“Voting rights advocates cheer unexpected Supreme Court election law wins”

I missed linking to this WaPo piece last week:

A Supreme Court term that began with dread among voting rights advocates that the justices could upend the rules governing elections is ending with relief and surprise that they have opted instead to largely uphold the status quo.

Three weeks ago, the conservative-led court astonished observers with a ruling in an Alabama case that upheld its interpretation of the Voting Rights Act. On Monday, it cited that decision in lifting a hold on a Louisiana redistricting case, raising the prospect that the state would have to draw another congressional district where Black voters have an opportunity to elect a candidate of their choice.

And on Tuesday, it rejected the most extreme version of a novel legal theory that could have prevented state supreme courts from exercising oversight of state lawmakers’ handling of redistricting, voter ID and other policies for federal elections. Voting rights advocates welcomed the ruling, saying it reduces — while not eliminating — the opportunities for losing candidates to inject confusion into the 2024 election by appealing to state legislatures, judges or Congress for help overturning the results.

Richard Hasen, a UCLA law professor and director of the Safeguarding Democracy Project, was among those who expressed surprise at the court’s decisions on election matters this term. Voting rights didn’t make gains so much as prevent setbacks, he said.

“Preserving the status quo on this Supreme Court is a win,” he said, referring to this month’s Alabama decision. “This is a court that is not friendly to voting rights, but it’s also a court that is not going to adopt the most radical theories that would subvert democracy.”

Tuesday’s case came out of North Carolina, where the state Supreme Court initially struck down election maps drawn by Republican lawmakers as overly partisan. The GOP lawmakers asked the U.S. Supreme Court to adopt what is known as the independent state legislature theory and rule that the state justices lacked the power to consider the maps because the U.S. Constitution says election issues should be left to legislatures….

“The worst scenario was averted,” Hasen said. “The court did not adopt the view that state legislatures are this free-floating body that can engage in the most egregious forms of voter suppression and be unconstrained by state constitutions and state courts. So that’s the good news. … The bad news is that the court has reserved for itself and for federal courts a power to second-guess state court decisions.”…

“It could have been a lot worse,” said Joshua Douglas, a University of Kentucky election law professor. “But I think the story is yet to be told in terms of how this will impact the 2024 election and beyond.”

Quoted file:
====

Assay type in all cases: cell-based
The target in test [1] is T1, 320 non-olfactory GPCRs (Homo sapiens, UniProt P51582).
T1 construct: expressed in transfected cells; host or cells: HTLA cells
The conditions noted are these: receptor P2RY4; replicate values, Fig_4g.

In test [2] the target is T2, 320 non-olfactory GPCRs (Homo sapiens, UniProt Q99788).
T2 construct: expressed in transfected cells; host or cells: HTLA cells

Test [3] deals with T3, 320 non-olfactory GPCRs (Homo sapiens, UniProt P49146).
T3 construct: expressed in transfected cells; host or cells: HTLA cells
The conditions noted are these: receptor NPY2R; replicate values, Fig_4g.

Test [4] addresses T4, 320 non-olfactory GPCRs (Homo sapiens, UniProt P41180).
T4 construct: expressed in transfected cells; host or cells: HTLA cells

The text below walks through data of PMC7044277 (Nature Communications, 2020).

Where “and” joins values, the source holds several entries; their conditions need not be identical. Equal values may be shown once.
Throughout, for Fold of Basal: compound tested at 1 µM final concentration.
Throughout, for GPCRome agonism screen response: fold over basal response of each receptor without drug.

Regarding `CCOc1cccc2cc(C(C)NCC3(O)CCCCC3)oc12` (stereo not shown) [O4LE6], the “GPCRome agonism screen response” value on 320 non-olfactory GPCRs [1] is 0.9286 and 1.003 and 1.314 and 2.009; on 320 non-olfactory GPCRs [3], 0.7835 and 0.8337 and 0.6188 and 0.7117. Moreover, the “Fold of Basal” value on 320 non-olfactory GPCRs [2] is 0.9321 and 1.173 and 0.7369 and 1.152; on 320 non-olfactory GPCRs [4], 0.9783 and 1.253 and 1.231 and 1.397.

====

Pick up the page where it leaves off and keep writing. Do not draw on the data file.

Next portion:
At the start of the term, Douglas and others believed the justices were preparing to issue rulings that could overturn decades of precedent governing how political districts are drawn.

“It’s a little bit strange to be breathing a sigh of relief that they didn’t go to be the most extreme form of these possible arguments,” Douglas said. “The very fact that we all thought they would demonstrates both how under-protective the Supreme Court has been when it comes to the right to vote and how totally extreme these theories were.”….

Jason Snead, the executive director of the conservative Honest Elections Project, said he had hoped the Supreme Court would embrace the independent state legislature theory but saw Tuesday’s ruling in a positive light. The decision will give conservatives a chance to get federal judges to review state court decisions on election policies that they believe are wrong, he said.

“There’s a lot of cheering going on from a lot of the folks that bring those lawsuits,” he said, referring to Democratic groups and voting rights advocates. “I think that they might be missing the forest for the trees when they see that there’s actually now a great chance that cases are going to get reviewed in federal courts.”

The Supreme Court was clear in saying there is a limit to what state courts can do, he said.

“We just don’t know exactly what the test is going to be yet,” he said. “I’m sure that both sides, the left and the right, will be probing that boundary, trying to figure out what state courts can do and how far is too far. So this issue is far from decided.”

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